Lead Author Dr Roy Livermore says 'we deciphered the remarkable 'herringbone' pattern of ridges that were etched into the Earth's crust beneath the remote Weddell Sea when South America moved away from Antarctica. This revealed that the two continents separated extremely quickly in geological time forming a shallow 'gateway' between the Pacific and Atlantic oceans. We estimate that this happened some ten to twenty million years earlier than the previous oldest estimate. Even a shallow (less than 1000 metres) gateway would have had a profound effect on Southern Ocean circulation and subsequently climate".
Such a gateway, by completing a circuit of water around Antarctica, eventually led to the formation of the Antarctic Circumpolar Current, the world's largest deep current which now transports some 130 million cubic metres of water through the Drake Passage every second. The effect was to cut Antarctica off from warm southward flowing currents leaving it frozen and desolate.
This new research reinforces findings from deep-sea sediments cores taken from the Southern Ocean and supports the theory that the opening of the Drake Passage could have triggered the abrupt global cooling event and extensive growth of the Antarctic ice sheet 33-34 million years ago.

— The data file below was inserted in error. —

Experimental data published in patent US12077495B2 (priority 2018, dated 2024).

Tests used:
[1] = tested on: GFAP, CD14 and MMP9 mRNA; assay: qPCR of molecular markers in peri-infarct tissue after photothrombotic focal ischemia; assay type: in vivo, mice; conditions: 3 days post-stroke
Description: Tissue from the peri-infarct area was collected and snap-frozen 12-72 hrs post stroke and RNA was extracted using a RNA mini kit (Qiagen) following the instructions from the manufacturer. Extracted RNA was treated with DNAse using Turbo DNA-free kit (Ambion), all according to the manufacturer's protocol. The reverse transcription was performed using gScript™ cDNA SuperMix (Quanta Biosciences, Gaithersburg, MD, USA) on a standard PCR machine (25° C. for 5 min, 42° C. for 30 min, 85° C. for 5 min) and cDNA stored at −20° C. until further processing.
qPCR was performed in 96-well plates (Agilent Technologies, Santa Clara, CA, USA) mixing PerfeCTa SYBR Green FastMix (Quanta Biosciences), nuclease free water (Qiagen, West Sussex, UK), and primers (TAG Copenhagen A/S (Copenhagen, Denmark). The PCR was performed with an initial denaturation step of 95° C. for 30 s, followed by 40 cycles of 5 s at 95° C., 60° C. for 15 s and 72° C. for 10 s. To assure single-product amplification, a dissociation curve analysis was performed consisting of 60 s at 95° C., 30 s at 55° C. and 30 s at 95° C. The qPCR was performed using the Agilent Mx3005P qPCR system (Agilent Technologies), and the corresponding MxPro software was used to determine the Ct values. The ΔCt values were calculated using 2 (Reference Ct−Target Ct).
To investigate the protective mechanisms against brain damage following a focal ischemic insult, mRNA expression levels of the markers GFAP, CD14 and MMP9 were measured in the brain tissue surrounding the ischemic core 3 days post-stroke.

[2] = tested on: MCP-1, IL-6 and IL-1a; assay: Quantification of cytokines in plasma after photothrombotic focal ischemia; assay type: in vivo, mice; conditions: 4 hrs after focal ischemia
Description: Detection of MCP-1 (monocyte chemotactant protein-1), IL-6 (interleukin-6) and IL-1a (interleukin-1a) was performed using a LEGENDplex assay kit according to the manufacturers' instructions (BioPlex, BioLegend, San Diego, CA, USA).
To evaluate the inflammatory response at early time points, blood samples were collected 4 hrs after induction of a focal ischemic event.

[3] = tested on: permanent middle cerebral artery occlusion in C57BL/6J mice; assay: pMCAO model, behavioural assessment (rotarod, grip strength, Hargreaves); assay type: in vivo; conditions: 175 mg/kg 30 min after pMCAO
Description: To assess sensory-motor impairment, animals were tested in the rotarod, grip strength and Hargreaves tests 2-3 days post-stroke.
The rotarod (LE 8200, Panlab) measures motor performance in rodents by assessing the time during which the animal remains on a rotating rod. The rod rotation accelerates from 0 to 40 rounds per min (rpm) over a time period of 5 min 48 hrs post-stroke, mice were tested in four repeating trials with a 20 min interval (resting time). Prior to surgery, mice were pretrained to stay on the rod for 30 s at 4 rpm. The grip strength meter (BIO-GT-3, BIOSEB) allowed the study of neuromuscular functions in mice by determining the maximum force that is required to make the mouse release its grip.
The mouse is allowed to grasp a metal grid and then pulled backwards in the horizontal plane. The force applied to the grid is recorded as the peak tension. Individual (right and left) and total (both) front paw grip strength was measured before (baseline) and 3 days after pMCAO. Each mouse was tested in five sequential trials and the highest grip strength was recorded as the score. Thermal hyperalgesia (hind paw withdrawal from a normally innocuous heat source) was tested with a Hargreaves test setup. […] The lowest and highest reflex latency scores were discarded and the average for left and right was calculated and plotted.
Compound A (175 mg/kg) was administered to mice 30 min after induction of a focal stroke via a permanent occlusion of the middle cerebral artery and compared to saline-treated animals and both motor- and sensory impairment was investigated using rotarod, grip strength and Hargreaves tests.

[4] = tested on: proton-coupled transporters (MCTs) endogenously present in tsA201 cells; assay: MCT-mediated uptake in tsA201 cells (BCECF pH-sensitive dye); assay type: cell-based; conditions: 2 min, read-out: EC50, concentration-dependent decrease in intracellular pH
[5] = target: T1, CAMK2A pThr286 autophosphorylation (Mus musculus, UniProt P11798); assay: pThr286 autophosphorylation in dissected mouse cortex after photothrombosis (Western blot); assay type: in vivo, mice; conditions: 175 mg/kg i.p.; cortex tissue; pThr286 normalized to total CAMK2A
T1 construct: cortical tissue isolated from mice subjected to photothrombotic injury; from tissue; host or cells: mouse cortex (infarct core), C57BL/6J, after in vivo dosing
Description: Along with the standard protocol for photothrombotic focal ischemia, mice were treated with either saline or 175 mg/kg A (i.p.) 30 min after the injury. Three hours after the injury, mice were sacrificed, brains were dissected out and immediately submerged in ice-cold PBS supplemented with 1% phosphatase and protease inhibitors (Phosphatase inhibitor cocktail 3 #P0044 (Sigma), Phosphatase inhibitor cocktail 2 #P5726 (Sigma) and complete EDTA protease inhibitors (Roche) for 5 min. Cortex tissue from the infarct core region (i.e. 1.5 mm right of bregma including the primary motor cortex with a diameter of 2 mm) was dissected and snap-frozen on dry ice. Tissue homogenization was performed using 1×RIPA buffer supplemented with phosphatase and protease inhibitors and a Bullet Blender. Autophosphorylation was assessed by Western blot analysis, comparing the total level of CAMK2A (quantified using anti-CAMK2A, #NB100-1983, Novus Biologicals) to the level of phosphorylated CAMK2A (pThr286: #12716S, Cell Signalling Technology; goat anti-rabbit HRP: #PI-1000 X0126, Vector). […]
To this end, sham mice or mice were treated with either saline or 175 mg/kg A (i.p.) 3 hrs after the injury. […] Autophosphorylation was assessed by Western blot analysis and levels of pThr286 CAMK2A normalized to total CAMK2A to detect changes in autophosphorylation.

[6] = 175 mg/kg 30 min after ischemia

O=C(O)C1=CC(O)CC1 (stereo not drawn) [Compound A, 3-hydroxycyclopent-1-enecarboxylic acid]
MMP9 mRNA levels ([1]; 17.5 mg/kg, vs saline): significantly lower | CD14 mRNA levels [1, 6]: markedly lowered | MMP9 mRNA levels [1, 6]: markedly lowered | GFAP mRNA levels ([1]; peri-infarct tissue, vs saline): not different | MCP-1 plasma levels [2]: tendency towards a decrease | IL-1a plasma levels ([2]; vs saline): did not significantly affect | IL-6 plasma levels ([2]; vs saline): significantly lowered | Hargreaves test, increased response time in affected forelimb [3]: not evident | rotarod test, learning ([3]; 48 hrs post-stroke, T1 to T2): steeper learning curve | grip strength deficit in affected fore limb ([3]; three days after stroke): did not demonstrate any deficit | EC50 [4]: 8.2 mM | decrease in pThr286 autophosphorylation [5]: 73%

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NOTES TO EDITORS:
Paleogene opening of Drake Passage by Roy Livermore, Adrian Nankivell, Graeme Eagles and Peter Morris is published in Earth and Planetary Science Letters, Volume 236, pages 459-470.
British Antarctic Survey is a world leader in research into global issues in an Antarctic context. It is the UK's national operator and is a component of the Natural Environment Research Council. It has an annual budget of around £40 million, runs nine research programmes and operates five research stations, two Royal Research Ships and five aircraft in and around Antarctica. More information about the work of the Survey can be found on our website: www.antarctica.ac.uk
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